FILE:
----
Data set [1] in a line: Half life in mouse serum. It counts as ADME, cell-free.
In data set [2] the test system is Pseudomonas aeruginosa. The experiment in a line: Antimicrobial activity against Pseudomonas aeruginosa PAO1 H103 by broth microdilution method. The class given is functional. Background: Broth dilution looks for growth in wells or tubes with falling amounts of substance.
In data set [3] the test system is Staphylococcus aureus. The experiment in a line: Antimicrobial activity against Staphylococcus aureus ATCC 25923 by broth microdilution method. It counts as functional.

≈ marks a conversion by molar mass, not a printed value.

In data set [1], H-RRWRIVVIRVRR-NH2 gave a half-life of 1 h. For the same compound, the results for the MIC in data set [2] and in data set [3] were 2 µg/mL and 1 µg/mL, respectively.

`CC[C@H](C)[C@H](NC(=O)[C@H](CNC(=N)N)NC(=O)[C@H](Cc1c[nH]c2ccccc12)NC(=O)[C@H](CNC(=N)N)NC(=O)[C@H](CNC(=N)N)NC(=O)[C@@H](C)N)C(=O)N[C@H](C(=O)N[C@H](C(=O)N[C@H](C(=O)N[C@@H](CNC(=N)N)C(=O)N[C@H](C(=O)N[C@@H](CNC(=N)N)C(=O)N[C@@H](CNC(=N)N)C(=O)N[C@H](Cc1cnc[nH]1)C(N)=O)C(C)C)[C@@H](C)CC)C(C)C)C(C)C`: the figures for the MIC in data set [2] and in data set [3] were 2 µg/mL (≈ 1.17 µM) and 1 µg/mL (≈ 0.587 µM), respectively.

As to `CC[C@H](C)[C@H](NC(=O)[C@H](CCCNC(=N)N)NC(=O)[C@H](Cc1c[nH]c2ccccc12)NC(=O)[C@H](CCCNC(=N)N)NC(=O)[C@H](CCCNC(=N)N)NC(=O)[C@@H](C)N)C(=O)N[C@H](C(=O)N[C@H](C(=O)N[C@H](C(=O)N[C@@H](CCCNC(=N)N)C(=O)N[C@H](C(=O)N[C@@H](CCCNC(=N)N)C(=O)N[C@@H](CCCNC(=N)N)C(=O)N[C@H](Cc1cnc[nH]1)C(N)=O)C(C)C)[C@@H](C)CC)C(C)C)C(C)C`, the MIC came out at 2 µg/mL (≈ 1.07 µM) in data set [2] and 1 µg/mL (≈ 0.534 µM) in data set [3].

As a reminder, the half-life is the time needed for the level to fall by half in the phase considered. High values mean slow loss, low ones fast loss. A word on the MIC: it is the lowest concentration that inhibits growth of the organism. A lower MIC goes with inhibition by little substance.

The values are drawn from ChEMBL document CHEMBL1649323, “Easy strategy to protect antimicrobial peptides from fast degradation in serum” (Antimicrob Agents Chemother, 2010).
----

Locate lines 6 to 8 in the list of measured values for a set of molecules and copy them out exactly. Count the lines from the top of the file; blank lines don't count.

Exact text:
`CC[C@H](C)[C@H](NC(=O)[C@H](CNC(=N)N)NC(=O)[C@H](Cc1c[nH]c2ccccc12)NC(=O)[C@H](CNC(=N)N)NC(=O)[C@H](CNC(=N)N)NC(=O)[C@@H](C)N)C(=O)N[C@H](C(=O)N[C@H](C(=O)N[C@H](C(=O)N[C@@H](CNC(=N)N)C(=O)N[C@H](C(=O)N[C@@H](CNC(=N)N)C(=O)N[C@@H](CNC(=N)N)C(=O)N[C@H](Cc1cnc[nH]1)C(N)=O)C(C)C)[C@@H](C)CC)C(C)C)C(C)C`: the figures for the MIC in data set [2] and in data set [3] were 2 µg/mL (≈ 1.17 µM) and 1 µg/mL (≈ 0.587 µM), respectively.

As to `CC[C@H](C)[C@H](NC(=O)[C@H](CCCNC(=N)N)NC(=O)[C@H](Cc1c[nH]c2ccccc12)NC(=O)[C@H](CCCNC(=N)N)NC(=O)[C@H](CCCNC(=N)N)NC(=O)[C@@H](C)N)C(=O)N[C@H](C(=O)N[C@H](C(=O)N[C@H](C(=O)N[C@@H](CCCNC(=N)N)C(=O)N[C@H](C(=O)N[C@@H](CCCNC(=N)N)C(=O)N[C@@H](CCCNC(=N)N)C(=O)N[C@H](Cc1cnc[nH]1)C(N)=O)C(C)C)[C@@H](C)CC)C(C)C)C(C)C`, the MIC came out at 2 µg/mL (≈ 1.07 µM) in data set [2] and 1 µg/mL (≈ 0.534 µM) in data set [3].

As a reminder, the half-life is the time needed for the level to fall by half in the phase considered. High values mean slow loss, low ones fast loss. A word on the MIC: it is the lowest concentration that inhibits growth of the organism. A lower MIC goes with inhibition by little substance.